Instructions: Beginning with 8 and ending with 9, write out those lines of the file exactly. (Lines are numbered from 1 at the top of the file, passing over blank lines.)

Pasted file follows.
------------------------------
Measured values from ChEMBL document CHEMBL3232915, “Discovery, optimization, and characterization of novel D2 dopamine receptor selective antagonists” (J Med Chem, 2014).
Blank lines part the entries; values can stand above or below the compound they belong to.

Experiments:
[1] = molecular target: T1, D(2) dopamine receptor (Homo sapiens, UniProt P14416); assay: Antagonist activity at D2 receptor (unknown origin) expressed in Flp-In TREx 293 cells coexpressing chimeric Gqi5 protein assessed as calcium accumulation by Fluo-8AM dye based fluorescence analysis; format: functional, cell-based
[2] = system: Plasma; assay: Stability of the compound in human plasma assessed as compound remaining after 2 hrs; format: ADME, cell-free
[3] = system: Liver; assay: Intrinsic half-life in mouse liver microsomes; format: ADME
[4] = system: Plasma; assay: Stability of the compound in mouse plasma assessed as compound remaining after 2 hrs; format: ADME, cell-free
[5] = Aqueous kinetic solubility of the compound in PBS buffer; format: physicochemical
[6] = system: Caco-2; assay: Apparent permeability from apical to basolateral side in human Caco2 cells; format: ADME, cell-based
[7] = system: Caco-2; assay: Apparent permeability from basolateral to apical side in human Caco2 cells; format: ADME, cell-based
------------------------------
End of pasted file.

[5] = Aqueous kinetic solubility of the compound in PBS buffer; format: physicochemical
[6] = system: Caco-2; assay: Apparent permeability from apical to basolateral side in human Caco2 cells; format: ADME, cell-based